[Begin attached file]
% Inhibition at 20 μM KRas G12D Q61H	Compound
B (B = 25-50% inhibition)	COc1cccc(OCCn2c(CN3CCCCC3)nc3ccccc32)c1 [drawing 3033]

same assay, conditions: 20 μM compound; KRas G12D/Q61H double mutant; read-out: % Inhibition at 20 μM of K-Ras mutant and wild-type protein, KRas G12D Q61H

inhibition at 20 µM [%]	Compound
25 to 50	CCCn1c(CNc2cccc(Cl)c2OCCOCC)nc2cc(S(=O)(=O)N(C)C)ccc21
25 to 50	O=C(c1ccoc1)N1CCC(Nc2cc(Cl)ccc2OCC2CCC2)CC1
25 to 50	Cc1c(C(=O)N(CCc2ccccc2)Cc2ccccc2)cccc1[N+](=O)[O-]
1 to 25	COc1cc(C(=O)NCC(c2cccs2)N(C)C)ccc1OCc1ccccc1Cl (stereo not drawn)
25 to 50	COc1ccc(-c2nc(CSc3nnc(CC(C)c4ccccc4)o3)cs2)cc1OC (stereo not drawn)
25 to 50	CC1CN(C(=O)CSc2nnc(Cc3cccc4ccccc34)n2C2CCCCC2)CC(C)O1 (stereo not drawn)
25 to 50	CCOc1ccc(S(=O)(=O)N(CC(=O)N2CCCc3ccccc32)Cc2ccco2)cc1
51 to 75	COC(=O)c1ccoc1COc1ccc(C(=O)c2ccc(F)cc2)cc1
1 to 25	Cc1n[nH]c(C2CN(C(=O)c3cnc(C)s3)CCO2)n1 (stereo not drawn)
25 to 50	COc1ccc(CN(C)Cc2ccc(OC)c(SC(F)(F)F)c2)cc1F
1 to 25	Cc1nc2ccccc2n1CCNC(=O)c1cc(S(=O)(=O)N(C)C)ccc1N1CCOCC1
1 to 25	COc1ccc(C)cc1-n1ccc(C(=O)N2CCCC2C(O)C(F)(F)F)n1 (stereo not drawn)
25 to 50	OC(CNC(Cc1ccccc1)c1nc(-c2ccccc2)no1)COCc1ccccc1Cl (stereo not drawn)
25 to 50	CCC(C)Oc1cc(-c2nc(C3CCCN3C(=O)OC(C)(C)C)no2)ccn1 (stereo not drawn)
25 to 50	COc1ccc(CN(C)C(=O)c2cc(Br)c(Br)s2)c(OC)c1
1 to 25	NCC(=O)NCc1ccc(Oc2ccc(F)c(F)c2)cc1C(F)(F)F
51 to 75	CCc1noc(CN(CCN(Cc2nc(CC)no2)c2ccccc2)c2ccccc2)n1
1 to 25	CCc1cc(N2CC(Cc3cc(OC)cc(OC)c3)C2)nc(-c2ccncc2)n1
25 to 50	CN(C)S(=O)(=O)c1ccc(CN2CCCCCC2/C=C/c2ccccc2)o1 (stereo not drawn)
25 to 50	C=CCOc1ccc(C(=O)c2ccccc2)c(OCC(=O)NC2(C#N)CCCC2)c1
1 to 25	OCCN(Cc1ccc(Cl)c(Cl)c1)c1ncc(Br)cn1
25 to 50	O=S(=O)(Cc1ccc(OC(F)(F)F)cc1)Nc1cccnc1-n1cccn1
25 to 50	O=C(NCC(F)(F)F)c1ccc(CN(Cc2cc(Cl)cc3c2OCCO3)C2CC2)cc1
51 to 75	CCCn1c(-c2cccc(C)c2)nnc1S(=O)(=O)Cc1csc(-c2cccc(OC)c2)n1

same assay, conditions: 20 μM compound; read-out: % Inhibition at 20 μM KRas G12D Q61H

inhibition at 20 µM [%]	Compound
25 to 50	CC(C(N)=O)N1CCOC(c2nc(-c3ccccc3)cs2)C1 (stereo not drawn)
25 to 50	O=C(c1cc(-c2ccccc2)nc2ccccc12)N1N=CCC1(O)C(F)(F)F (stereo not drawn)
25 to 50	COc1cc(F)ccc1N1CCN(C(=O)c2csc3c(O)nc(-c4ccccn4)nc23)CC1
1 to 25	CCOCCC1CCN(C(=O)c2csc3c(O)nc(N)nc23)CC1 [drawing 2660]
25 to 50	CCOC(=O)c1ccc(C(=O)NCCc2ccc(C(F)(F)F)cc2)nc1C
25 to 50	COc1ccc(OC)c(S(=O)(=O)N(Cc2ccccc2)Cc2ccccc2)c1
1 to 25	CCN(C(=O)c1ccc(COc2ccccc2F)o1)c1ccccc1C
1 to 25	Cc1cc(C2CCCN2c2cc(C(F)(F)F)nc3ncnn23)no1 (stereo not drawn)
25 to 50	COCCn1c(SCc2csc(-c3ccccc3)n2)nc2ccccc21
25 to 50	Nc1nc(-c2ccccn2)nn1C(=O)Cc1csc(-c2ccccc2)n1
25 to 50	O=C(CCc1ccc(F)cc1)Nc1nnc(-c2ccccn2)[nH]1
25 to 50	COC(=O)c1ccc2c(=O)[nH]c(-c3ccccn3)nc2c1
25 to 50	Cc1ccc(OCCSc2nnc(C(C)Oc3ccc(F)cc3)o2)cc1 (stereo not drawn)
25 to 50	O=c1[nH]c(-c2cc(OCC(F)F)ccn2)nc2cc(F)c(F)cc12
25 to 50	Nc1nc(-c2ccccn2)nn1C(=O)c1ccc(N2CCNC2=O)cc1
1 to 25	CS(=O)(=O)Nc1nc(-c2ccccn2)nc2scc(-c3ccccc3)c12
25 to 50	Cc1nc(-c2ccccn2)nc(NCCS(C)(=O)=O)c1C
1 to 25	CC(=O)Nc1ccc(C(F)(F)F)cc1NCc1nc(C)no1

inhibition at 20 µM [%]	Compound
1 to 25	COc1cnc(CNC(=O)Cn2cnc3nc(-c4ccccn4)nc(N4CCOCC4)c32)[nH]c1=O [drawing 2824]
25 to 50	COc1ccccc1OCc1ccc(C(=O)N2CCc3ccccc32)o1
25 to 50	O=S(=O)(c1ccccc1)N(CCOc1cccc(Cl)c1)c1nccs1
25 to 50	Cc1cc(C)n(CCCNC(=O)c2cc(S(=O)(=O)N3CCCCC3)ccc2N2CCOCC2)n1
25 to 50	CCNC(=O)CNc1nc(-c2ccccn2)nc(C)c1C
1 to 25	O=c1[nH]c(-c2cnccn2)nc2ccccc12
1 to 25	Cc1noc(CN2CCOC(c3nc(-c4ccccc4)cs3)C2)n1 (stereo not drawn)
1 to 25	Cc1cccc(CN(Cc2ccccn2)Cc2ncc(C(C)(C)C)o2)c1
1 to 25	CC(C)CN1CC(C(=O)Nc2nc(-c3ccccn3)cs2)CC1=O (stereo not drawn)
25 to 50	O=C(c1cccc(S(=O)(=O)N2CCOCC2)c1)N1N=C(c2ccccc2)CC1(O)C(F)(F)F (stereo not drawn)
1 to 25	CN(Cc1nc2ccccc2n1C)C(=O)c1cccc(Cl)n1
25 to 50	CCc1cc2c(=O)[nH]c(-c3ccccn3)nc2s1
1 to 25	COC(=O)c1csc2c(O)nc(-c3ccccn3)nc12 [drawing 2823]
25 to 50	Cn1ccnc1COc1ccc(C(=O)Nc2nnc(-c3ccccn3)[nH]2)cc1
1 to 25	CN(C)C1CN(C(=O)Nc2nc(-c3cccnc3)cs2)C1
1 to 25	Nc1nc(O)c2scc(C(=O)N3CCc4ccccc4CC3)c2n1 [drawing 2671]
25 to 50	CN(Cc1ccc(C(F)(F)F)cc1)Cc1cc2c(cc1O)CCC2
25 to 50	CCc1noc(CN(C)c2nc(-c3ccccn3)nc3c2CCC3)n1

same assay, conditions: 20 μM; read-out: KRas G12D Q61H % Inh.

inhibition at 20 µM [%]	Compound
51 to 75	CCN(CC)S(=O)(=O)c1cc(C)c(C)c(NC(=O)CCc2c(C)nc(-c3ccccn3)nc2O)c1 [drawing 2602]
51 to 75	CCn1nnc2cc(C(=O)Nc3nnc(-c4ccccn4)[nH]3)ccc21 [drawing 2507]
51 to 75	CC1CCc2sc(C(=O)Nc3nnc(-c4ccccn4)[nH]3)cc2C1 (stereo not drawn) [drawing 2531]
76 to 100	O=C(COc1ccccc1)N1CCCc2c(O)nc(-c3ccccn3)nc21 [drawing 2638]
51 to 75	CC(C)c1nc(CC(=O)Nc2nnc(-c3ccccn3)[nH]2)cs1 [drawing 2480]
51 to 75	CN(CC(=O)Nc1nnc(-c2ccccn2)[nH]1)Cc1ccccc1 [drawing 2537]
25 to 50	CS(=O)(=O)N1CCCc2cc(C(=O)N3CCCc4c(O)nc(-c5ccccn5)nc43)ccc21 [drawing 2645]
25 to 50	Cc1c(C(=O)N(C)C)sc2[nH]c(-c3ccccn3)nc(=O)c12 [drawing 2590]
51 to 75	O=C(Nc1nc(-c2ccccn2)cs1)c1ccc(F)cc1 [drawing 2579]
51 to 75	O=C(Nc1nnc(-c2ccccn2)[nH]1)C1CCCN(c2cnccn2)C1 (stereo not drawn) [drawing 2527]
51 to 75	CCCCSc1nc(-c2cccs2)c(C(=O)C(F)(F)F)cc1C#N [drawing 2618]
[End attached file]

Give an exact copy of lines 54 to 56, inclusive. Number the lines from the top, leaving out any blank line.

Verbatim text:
25 to 50	CCNC(=O)CNc1nc(-c2ccccn2)nc(C)c1C
1 to 25	O=c1[nH]c(-c2cnccn2)nc2ccccc12
1 to 25	Cc1noc(CN2CCOC(c3nc(-c4ccccc4)cs3)C2)n1 (stereo not drawn)